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The Musical Scores
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It's notable that the trailer ("preview") for the first film in the series screamed out "SIX SENSATIONAL SURFIN' HITS" and then spent over forty seconds of that precious promotional time showing cuts from every single one of them.  In other words, right at the start AIP knew music was one of -- if not the -- major attractions of these movies.  And this wasn't just "any" music - it was proprietary material written specifically for the films.

That may not seem like a big deal, until one thinks about where things are today.  In post millenium Hollywood, movies aimed at teens don’t have original music.  Soundtracks these days simply consist of a producer running out to grab a handful of the supposed hits du jour from whoever is getting airplay, and then using them as background pieces.  It’s cheap, easy and hey, who really cares about soundtracks to begin with?

That's why it’s almost amazing to think back to a time when a low budget studio like AIP cared enough about soundtracks to actually pay professionals to write original material.  Yet that is exactly what is going on in the Beach Party movies.  And while much was forgettable, some of what was produced on the cheap back then was actually pretty darn good. 

So let’s get down to brass tacks, or what I like to call Beach Party Music 101: the music one hears in any of these films basically falls into one of three categories:

Title Pieces (e.g. “Beach Party,”  Muscle Beach Party,” “Bikini Beach” etc.) 

These usually but don’t always appear during the titles at the beginning of film (Annette didn’t perform “Pajama Party” until over ¾ of the way through the movie!).  They're always upbeat and are usually sung by the major stars, ergo Frankie and/or Annette, occasionally by an ensemble.  While these songs are what most people readily remember when one gets into the subject of Beach Party films, they aren’t the best material that came out of the series.  Frankly, the high water mark in this category was probably “Beach Blanket Bingo,” which plays at the beginning of that film and also happens to be the most carefully edited/choreographed musical number in the entire series.  It’s a whole little music video (one far more developed than any Scoptione of the same period), conceived and executed almost two decades prior to MTV.  

Ballads (e.g. “Treat Him Nicely,”  Because  You’re You,”  It Only Hurts When I Cry,” etc.)

Solos or duets, usually but not always sung by major characters (both Donna Loren and Linda Evans got to do them as stand alone pieces in Beach Blanket Bingo).  Within this group one finds the best material written for the films, some of which stand as fantastic examples of early and mid 60’s mainstream American pop.  As example, I dare anyone to listen to Annette singing “Promise Me Anything” in Beach Party and not walk away feeling like they’re on summer vacation, albeit forty one years ago.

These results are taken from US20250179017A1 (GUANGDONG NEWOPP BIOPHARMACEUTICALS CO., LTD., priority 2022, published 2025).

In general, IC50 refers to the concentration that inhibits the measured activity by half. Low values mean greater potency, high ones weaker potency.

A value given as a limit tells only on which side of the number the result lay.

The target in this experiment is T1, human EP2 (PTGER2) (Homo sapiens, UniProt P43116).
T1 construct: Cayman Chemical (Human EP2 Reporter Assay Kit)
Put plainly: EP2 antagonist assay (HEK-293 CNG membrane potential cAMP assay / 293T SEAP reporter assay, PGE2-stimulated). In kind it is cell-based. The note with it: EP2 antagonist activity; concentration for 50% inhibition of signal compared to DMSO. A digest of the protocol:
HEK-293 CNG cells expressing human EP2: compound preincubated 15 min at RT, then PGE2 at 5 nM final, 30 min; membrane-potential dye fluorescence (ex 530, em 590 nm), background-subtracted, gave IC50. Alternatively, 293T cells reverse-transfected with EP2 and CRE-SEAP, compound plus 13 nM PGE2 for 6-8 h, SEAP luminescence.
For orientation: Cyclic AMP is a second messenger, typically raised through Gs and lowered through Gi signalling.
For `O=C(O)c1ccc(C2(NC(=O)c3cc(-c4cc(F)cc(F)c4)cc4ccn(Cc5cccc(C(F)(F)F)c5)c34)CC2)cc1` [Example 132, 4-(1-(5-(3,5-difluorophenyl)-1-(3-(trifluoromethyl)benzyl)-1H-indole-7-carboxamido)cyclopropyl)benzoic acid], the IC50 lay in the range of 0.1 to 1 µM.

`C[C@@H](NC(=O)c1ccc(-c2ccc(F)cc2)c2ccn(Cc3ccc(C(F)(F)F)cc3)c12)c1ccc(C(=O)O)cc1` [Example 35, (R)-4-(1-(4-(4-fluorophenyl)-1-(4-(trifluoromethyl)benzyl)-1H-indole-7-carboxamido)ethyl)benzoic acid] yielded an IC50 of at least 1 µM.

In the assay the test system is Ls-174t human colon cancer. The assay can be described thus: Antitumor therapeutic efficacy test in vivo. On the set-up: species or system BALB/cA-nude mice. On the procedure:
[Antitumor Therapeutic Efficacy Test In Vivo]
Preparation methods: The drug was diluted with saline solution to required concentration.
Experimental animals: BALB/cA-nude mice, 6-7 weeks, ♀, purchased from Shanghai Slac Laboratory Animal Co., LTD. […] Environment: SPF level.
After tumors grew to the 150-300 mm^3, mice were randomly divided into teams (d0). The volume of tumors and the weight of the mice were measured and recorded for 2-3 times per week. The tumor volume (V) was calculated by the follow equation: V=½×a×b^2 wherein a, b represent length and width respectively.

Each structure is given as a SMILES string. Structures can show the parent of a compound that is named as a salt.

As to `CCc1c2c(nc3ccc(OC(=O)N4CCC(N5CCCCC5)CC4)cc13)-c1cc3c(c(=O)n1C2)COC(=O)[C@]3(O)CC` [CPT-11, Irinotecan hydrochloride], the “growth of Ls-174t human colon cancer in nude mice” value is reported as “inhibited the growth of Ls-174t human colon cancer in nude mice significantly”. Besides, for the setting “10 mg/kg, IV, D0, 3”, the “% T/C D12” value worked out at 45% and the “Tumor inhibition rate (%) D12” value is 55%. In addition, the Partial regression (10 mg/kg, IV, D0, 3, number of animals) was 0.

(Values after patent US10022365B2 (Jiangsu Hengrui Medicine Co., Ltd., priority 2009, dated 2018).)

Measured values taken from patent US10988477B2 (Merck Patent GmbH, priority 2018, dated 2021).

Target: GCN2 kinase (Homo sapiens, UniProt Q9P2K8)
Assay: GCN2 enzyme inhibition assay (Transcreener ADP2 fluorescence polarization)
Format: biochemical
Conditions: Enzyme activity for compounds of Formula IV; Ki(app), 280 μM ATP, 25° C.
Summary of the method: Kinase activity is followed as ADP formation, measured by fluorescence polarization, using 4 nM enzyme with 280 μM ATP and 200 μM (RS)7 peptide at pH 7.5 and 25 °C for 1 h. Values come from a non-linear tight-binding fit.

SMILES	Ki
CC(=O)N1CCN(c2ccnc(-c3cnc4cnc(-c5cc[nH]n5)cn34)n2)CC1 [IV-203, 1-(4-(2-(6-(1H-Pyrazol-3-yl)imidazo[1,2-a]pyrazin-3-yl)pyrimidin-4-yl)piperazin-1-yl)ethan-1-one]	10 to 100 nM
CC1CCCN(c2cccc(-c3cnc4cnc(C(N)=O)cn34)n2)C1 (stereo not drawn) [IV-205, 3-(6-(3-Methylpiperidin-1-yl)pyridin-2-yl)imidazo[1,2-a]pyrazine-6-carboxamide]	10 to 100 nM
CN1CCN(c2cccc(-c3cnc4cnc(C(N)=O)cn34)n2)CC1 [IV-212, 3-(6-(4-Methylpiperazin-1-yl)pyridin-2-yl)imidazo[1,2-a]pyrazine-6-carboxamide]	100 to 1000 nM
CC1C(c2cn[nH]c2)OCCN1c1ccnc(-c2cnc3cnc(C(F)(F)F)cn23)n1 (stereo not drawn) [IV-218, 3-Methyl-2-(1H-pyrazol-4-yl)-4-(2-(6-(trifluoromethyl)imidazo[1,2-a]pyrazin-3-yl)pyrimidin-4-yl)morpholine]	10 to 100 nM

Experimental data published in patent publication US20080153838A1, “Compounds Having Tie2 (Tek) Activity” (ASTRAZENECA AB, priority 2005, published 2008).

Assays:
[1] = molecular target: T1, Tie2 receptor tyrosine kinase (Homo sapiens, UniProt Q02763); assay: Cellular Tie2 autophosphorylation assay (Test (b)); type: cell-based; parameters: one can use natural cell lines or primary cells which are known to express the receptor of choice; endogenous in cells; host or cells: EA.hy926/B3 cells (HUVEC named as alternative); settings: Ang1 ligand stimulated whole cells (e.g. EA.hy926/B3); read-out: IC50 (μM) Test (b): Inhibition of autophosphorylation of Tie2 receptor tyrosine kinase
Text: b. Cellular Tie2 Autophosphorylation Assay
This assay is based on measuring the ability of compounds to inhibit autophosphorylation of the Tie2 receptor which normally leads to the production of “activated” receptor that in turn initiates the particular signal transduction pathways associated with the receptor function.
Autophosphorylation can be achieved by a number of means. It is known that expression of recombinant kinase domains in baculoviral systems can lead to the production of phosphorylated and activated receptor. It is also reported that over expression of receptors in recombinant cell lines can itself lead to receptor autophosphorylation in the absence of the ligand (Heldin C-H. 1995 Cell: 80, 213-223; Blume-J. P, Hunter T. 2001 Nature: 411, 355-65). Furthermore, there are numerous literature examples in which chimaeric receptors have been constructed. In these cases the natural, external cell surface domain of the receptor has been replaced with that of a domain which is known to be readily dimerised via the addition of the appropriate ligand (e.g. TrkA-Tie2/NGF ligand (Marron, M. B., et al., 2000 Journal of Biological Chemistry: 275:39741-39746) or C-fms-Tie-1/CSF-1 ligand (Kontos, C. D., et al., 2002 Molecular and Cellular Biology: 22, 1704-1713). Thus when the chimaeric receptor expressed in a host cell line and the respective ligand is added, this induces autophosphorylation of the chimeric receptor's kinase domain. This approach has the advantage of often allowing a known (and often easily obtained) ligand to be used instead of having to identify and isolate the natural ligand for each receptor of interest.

Dance numbers (e.g. “Swingin’ and Surfin’,” “Don’t Stop now,”  Secret Weapon”, etc.)

Wild dancing to fast, twangy music was a critical, core element of these films. It was also an area where the writers and directors had the most latitude, in terms of who sang and what was sung.  These numbers could be performed by a star, a secondary character, the “house” band or even a “guest artist” musician like Stevie Wonder.  The song could be a “written in five minutes” throwaway or an actual top 40 hit.  What these pieces all had in common was that they were upbeat and had to involve having the entire Beach Party gang jumping up to dance, either on the beach, by a pool or in a club.  While much of the music in this category was immediately forgettable, there were a few gems among the sand, the Hondell’s “Cycle Set” in Beach Blanket Bingo being one notable example. This area of the music also includes some great instrumental dance and background pieces, notably in Pajama Party and How To Stuff A Wild Bikini.

So, now that you understand Beach Party Music 101, we can enter the meat, heart and soul of this site - a detailed, piece by piece assessment of every musical number and performance that appeared in the seven films.  Please note that the section on each movie consists of two sections: 

  • An overview of each production
  • The actual review, commentary and assessment of the musical score

Suffice to say, what you're about to digest required lots of effort.  Enjoy!!!

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